U.S. - The National Coffee Association (NCA), recently published a study that found coffee is tied with soft drinks in daily market penetration for the first time since 1990. The report found daily coffee consumption among American adults was up for a second year up to 56% from 53% in 2005 and 49% in 2004. “Americans are taking a more expansive view of coffee, and turning new attitudes into consistent behaviors that are expanding the category,” said NCA president and c.e.o Robert F. Nelson. “With vigorous acceptance of new market options and a growing cafe culture, we may be on the brink of a new renaissance for coffee.”

This nationwide report found that overall coffee consumption reached 82% among American adults. Those who drink coffee at least once a week jumped to 68% from 64% in 2005 and 2004. The increase was due to an overall rise in daily coffee consumption driven by consumers 25-39 years of age. At the same time, daily consumption of gourmet coffee beverages remained steady at about 16% over the same three-year period. While these numbers suggest an increase of traditional coffee consumption, how Americans define “gourmet” - given the wider variety of coffee options available in the marketplace - may impact the responses behind the numbers. A revised line of consumers definition of “gourmet” as most strongly associate it with taste, flavor, aroma, out-of-home purchase, premium packaging, and pricing.

The study also found that there is a positive correlation between coffee and health that showed a dramatic upswing from 2005 to 2006. Consumers who agreed that “coffee is good for my health” jumped to 40% in 2006 from 26% in 2005. Those who concurred that “In the past year, I have heard information about health benefits of coffee” soared to 53% from 37% last year.

This year’s study also introduced the National Coffee Drinking Trends (NCDT) system in the way the data was collected and analyzed. Among them are revamped age brackets and isolating narrower bands of age specific behaviors for all data points. The new age brackets also align with generational categories becoming popular benchmarks with market research professionals. For the first time, the 2006 survey also explored the attitudes of those who no longer drink coffee. Specially designed questions quizzed these “coffee rejectors” about prior consumption patterns and why they changed.

Among other new findings from the study are questions exploring consumer attitudes toward origins and flavor preferences. Demographic information were adjusted to focus on actionable variables such as consumers’ household income, ethnicity, and consumption among younger household members.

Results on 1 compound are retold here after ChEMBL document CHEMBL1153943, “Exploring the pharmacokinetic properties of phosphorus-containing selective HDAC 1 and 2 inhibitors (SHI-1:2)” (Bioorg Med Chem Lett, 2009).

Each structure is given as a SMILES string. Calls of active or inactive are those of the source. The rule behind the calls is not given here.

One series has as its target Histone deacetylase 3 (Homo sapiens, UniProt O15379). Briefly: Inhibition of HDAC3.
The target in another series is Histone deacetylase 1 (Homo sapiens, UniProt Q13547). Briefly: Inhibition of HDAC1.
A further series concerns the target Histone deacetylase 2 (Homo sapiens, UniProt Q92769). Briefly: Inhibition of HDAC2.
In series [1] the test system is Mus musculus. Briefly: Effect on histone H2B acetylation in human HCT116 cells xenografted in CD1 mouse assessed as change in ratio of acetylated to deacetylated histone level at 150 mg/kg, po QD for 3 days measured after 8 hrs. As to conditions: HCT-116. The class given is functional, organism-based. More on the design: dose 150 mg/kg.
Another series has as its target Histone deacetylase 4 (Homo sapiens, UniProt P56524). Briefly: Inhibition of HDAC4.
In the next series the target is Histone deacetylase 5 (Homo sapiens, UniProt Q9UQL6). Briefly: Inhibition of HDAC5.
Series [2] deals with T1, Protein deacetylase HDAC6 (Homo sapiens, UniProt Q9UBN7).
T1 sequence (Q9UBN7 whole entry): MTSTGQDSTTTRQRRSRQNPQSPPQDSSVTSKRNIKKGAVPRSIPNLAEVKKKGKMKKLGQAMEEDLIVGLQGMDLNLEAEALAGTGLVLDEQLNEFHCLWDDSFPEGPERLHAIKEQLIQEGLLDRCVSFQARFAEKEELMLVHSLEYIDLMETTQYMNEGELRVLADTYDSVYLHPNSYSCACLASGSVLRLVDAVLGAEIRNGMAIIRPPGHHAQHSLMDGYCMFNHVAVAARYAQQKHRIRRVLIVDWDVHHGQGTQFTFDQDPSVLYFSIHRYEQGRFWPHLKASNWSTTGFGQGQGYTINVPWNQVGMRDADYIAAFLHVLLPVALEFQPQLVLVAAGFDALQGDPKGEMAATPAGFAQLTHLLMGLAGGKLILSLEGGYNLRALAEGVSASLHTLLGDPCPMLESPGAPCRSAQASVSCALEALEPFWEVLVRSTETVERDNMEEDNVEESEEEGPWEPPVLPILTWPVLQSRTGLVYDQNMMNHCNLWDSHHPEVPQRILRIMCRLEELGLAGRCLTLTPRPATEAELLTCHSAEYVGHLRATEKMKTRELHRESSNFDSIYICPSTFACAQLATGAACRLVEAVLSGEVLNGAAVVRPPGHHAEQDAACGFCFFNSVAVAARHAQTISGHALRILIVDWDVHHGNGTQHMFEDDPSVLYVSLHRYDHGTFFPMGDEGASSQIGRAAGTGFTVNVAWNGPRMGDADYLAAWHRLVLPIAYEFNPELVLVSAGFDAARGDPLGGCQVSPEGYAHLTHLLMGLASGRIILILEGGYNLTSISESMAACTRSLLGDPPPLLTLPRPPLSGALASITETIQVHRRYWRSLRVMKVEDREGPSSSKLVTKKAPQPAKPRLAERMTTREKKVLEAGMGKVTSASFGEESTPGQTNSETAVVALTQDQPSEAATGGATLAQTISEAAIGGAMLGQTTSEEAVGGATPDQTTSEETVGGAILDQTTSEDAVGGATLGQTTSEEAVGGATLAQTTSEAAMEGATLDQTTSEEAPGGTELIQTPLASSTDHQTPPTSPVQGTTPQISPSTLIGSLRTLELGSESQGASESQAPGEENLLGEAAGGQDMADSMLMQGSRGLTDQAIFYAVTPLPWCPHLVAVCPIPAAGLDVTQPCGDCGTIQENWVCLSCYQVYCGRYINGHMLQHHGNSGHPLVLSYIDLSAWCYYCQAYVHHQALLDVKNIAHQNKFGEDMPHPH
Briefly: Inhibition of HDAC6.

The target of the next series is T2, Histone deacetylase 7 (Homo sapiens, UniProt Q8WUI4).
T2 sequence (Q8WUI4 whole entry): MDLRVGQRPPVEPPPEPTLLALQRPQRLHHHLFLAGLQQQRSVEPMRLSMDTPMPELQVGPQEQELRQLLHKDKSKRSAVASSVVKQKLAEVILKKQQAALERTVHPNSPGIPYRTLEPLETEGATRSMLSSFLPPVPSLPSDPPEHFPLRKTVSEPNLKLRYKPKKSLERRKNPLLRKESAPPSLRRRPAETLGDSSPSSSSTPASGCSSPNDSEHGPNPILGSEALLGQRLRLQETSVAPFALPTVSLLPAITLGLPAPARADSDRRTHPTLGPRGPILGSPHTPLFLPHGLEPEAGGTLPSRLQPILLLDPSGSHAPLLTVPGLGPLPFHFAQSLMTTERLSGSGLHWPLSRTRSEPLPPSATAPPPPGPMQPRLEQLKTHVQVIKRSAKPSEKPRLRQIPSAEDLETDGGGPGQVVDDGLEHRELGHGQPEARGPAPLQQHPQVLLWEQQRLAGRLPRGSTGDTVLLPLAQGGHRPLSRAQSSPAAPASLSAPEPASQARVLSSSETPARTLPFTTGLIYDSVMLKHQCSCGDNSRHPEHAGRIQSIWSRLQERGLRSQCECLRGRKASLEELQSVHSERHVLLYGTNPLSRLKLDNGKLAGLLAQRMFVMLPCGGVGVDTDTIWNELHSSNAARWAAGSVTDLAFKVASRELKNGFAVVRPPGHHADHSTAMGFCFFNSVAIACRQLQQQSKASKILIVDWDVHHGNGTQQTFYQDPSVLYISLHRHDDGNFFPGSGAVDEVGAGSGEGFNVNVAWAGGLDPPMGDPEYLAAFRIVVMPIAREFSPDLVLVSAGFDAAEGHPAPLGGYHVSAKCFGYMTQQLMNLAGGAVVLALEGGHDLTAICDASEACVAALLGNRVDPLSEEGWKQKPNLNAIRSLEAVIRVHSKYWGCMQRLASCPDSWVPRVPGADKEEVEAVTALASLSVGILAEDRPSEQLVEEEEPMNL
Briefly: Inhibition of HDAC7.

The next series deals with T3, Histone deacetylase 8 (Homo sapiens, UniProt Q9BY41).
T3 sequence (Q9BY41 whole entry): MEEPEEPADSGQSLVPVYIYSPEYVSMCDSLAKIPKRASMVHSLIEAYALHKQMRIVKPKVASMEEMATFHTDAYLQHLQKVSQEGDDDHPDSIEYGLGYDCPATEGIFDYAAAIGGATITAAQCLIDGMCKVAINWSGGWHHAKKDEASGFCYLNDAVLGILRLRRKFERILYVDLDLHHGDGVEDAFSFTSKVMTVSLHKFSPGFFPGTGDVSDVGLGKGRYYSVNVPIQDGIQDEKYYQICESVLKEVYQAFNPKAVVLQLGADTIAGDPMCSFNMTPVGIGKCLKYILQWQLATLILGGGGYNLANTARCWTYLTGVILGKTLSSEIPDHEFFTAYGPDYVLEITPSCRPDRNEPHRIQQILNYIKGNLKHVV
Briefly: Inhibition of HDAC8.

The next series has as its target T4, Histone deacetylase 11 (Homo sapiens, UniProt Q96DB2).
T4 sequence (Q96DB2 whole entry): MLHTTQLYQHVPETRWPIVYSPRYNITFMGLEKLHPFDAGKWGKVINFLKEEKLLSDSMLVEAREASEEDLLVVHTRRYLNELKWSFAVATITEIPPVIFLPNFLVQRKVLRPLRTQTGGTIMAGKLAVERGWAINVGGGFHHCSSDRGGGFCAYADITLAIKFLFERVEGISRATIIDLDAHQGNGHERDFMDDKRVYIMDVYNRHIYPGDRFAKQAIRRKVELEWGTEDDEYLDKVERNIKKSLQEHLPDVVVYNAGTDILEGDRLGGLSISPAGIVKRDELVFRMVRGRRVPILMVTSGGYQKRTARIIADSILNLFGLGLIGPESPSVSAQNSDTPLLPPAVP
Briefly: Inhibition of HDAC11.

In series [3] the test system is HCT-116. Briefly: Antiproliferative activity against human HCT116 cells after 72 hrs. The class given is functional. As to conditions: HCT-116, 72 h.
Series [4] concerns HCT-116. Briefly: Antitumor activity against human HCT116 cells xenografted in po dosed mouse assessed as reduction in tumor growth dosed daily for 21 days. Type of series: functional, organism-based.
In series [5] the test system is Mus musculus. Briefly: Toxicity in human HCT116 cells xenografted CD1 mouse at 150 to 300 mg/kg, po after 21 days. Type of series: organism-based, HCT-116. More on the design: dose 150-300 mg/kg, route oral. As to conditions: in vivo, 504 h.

Indian Tea Exporters to Cash in on Drought in Kenya

India-According to a report in the Daily Express, India is hoping that a drought in Kenya will help boost its slumping sales. As the world’s biggest tea producer, India’s 1.5-billion U.S.-dollar industry is slowly recovering from a crisis that caused prices to fall since 1998 and exports to drop as well, but now prices are firming, officials say. In addition, countries that historically bought tea from Kenya are looking to India for supplies. “A massive crop failure in Kenya due to drought has led to a gap of 30 million-kgs (66 million-lbs.) of tea in world markets,” said Dhiraj Kakati, secretary of the Assam state chapter of the Indian Tea Association. “The drop in Kenyan tea output apart, overseas buyers are showing interest in Indian tea as we’ve been producing very high quality beverage,” Kakati said. Iran, Iraq, and Russia have shown interest and a Pakistani tea trader’s delegation visited India last month and showed interest in a new Assam tea blend.

Pakistan is a key player in the market, importing 80% of its total domestic consumption of 140 million-kgs (308 million-lbs) of tea- the bulk of imports coming from Kenya. “We’re doing some aggressive marketing,” Kakati said in Guwahati, the main city in the northeastern city of Assam, which accounts for 55% of tea production. “India’s tea industry is on a revival trend now and all indicators are very positive,” said A. Sharma, a major planter in Assam.Tea production has been booming in India, rising 13.2% to a record 928 million-kgs (2.04 billion-lbs) in 2005, according to the Indian Tea Board.

Starbucks Expands in Japan

Japan - According to a report published in The Nihon Keizai Shimbun, Starbucks Coffee Japan, Ltd., and other leading coffee and fast food chains are opening in universities, offices, and hospitals amid escalating land prices. Starbucks has begun launching stores at Okayama University Hospital, Dokkyo Medical University in Tochigi Prefecture, and the headquarters of financial insituations and electrical machinery manufacturers. Starbucks has opened seven locations with plans to increase the tally to 17 by March. The investment cost associated with these locations is nearly half that required for new stores in the downtown area. “There is no competition from other stores and we expect stable sales,” said a Starbucks representative.

Many companies in Japan are looking for well-known restaurant chains to set up shop on their premises because they believe that they will be able to lure more customers.

Tea & Coffee - July/August, 2006
Modern Process Equipment